Is this the Democratic establishment coordinating to stop Bernie’s chances? Of course it is! Sanders has built his entire campaign around railing the Democratic party for abandoning working people and selling out to donors and corporate America. Did you think they’re just going to throw their weight behind the guy who openly loathes them? Of course not. I don’t blame the establishment and I don’t blame Bernie. Obviously, “the establishment” genuinely feels like Sanders is a risky bet to take on Trump and they know the party undergoes dramatic changes if Bernie wins. They also see the polls. Biden does well in states that matter — like Michigan, Pennsylvania and Wisconsin — and he’s also unlikely to see a major approval rating change. Bernie is going to get closer to the sun than he ever has and a lot of Democrats fear Americans will turn on him when opposition research gets dumped into ads and sprayed across the country. Those fears are legitimate.

As for today, I’m not in the business of making election predictions. Endorsements do matter, as we saw in South Carolina, and Biden just picked up a slew of them. The Biden bump could be real, too. A Change Research poll showed him getting a 20-point bump in Virginia, where he now leads Sanders 45% to 25%. The same poll showed 60% of Buttigieg’s supporters saying they’d go to Biden and just 10% saying they’d go to Bernie. FiveThirtyEight’s famous prediction model now says there is a 2 in 3 chance of “no majority” earned before the convention (I explain what that means below), and an equal 1 in 6 chance for both Biden and Sanders to earn the nomination. It’s also incredible that Bloomberg is still in this thing. He entered this race almost entirely under the belief that Biden wasn’t up for it and there needed to be an alternative. Now Biden is surging and Bloomberg is hanging on. With the money he’s spent, he could legitimately eat into Biden’s “moderate” lane in a more significant way than Warren will eat into Sanders’ progressive coalition.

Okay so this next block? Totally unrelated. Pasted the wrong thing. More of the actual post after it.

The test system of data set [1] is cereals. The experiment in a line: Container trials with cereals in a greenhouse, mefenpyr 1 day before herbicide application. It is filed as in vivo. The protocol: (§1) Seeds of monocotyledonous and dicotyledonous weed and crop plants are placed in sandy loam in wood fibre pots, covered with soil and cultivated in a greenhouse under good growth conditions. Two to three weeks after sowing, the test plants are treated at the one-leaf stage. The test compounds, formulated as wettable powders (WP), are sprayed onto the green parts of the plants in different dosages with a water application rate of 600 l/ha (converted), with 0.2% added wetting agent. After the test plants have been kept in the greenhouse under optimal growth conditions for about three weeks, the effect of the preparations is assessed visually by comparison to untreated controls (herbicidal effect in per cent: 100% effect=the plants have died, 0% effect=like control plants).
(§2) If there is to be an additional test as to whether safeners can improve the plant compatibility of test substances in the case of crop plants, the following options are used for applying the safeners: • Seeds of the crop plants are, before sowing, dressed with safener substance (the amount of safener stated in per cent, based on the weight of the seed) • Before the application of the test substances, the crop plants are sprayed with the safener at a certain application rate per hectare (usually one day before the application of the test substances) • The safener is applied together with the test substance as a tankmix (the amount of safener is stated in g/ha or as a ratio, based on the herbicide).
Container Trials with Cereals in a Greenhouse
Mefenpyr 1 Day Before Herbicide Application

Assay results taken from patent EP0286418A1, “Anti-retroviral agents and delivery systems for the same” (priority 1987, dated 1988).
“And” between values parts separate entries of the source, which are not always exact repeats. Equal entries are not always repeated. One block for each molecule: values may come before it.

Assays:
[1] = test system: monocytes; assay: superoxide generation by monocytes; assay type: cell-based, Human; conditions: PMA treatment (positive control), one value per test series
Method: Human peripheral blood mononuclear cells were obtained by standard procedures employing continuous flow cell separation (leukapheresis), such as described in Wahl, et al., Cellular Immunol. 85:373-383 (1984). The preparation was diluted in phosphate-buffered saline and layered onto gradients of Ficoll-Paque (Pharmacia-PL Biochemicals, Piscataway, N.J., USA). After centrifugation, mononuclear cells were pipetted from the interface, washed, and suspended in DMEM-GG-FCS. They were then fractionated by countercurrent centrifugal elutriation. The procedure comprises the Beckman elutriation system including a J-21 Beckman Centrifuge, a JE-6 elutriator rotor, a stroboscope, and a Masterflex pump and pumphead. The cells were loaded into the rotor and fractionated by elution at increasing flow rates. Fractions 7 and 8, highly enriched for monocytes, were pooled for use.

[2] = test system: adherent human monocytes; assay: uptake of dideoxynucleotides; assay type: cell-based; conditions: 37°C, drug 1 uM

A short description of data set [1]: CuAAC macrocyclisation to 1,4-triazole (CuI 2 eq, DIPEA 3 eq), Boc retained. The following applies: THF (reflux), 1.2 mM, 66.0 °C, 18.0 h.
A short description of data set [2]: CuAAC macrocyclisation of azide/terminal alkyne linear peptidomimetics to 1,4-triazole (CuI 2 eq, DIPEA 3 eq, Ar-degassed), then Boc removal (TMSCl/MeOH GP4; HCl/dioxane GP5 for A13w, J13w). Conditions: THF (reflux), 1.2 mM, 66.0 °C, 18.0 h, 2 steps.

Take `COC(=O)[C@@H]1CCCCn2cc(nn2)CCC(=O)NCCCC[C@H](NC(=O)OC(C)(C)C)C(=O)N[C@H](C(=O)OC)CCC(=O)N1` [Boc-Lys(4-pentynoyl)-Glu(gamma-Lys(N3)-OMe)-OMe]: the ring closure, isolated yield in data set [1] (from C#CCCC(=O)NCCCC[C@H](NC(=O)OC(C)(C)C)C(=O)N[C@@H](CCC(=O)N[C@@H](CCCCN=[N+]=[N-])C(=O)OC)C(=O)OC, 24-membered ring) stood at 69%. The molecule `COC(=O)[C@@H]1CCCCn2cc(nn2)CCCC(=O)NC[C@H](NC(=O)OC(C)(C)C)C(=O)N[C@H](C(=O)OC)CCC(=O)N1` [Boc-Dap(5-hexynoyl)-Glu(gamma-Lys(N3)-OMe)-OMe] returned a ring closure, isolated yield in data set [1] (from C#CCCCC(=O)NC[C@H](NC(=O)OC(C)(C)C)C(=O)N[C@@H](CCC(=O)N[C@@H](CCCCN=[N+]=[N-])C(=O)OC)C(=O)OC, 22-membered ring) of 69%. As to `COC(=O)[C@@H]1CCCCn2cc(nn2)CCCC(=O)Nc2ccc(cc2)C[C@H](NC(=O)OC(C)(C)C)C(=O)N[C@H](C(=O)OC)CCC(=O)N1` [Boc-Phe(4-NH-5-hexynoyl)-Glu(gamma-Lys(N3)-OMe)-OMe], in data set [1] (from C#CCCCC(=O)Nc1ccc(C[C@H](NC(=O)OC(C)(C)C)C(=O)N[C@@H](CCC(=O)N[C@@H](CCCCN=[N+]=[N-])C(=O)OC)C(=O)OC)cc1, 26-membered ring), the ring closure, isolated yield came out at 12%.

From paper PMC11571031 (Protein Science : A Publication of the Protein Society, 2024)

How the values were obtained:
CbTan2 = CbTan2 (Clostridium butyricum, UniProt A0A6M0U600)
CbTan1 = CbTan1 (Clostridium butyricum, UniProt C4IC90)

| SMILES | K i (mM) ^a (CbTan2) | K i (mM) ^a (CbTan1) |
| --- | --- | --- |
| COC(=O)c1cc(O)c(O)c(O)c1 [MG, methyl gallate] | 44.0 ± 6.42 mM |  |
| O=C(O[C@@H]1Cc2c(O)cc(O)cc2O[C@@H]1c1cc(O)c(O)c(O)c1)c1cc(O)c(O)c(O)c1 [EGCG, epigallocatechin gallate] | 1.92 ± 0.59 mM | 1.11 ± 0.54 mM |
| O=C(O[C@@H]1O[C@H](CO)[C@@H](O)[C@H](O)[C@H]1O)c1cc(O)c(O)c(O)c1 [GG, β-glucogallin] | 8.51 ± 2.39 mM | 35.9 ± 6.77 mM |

Today is an absolute crapshoot — and the only way we know what’s going to happen is when the votes start flowing in tonight.


Pete supporter writes in.

One of my readers who writes in the most is Vivek from Pittsburgh, a die-hard Pete Buttigieg supporter. He campaigned for him and would have been a Pennsylvania delegate at the DNC convention for Buttigieg. I wrote to him after Mayor Pete dropped out and asked how he was feeling and who he’d support now — my little focus group of one. He said he was “sad because I truly believe Pete was the best chance to defeat Trump” and he “was screwed by the muddled Iowa results and the late Amy momentum in NH.” He also added this:

“The respect that Pete and Joe have for each other is something to behold. They both espoused an underlying tone of unity and healing during this primary season. To steal Pete's words, I'm not interested in blowing up this party, and I'm not interested in buying out this party, so I'll be supporting Biden. Biden is an actual Democrat, he can galvanize and unify this party (as we saw last night at his TX rally), and he will help in crucial down-ballot races (just look at Mark Kelly's endorsement in AZ). Selfishly, I also believe Pete will have a fairly senior role in a Biden administration, and that's something I'd love to see.”